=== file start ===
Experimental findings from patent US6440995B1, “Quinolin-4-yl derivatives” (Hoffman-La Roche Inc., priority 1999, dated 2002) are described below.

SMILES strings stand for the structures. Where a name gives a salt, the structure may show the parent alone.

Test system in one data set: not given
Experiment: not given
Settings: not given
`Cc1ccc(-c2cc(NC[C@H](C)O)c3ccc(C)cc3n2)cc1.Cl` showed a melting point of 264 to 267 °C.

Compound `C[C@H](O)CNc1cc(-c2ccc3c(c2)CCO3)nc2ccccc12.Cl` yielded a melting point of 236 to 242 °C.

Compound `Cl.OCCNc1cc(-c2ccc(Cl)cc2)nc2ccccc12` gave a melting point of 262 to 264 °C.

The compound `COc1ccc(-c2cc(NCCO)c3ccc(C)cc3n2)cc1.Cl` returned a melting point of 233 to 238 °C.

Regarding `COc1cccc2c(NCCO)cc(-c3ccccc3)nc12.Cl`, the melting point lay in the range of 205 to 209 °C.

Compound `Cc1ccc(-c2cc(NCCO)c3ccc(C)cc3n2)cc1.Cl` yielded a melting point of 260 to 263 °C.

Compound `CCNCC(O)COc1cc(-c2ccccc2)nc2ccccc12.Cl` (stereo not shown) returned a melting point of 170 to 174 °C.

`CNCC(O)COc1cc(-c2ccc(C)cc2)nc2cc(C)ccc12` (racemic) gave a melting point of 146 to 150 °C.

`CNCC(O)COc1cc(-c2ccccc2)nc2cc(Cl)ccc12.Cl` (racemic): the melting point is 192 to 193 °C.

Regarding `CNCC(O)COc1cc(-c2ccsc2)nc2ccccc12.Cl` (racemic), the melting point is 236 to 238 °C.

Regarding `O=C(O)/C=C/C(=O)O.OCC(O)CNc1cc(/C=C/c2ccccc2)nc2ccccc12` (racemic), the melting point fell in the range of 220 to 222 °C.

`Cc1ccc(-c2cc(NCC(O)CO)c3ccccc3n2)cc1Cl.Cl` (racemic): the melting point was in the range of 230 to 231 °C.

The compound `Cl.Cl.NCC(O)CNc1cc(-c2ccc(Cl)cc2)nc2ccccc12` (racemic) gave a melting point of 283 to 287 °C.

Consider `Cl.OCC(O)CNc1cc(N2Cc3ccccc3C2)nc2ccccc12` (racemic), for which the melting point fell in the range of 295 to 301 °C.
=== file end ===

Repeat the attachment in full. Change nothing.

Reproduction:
Experimental findings from patent US6440995B1, “Quinolin-4-yl derivatives” (Hoffman-La Roche Inc., priority 1999, dated 2002) are described below.

SMILES strings stand for the structures. Where a name gives a salt, the structure may show the parent alone.

Test system in one data set: not given
Experiment: not given
Settings: not given
`Cc1ccc(-c2cc(NC[C@H](C)O)c3ccc(C)cc3n2)cc1.Cl` showed a melting point of 264 to 267 °C.

Compound `C[C@H](O)CNc1cc(-c2ccc3c(c2)CCO3)nc2ccccc12.Cl` yielded a melting point of 236 to 242 °C.

Compound `Cl.OCCNc1cc(-c2ccc(Cl)cc2)nc2ccccc12` gave a melting point of 262 to 264 °C.

The compound `COc1ccc(-c2cc(NCCO)c3ccc(C)cc3n2)cc1.Cl` returned a melting point of 233 to 238 °C.

Regarding `COc1cccc2c(NCCO)cc(-c3ccccc3)nc12.Cl`, the melting point lay in the range of 205 to 209 °C.

Compound `Cc1ccc(-c2cc(NCCO)c3ccc(C)cc3n2)cc1.Cl` yielded a melting point of 260 to 263 °C.

Compound `CCNCC(O)COc1cc(-c2ccccc2)nc2ccccc12.Cl` (stereo not shown) returned a melting point of 170 to 174 °C.

`CNCC(O)COc1cc(-c2ccc(C)cc2)nc2cc(C)ccc12` (racemic) gave a melting point of 146 to 150 °C.

`CNCC(O)COc1cc(-c2ccccc2)nc2cc(Cl)ccc12.Cl` (racemic): the melting point is 192 to 193 °C.

Regarding `CNCC(O)COc1cc(-c2ccsc2)nc2ccccc12.Cl` (racemic), the melting point is 236 to 238 °C.

Regarding `O=C(O)/C=C/C(=O)O.OCC(O)CNc1cc(/C=C/c2ccccc2)nc2ccccc12` (racemic), the melting point fell in the range of 220 to 222 °C.

`Cc1ccc(-c2cc(NCC(O)CO)c3ccccc3n2)cc1Cl.Cl` (racemic): the melting point was in the range of 230 to 231 °C.

The compound `Cl.Cl.NCC(O)CNc1cc(-c2ccc(Cl)cc2)nc2ccccc12` (racemic) gave a melting point of 283 to 287 °C.

Consider `Cl.OCC(O)CNc1cc(N2Cc3ccccc3C2)nc2ccccc12` (racemic), for which the melting point fell in the range of 295 to 301 °C.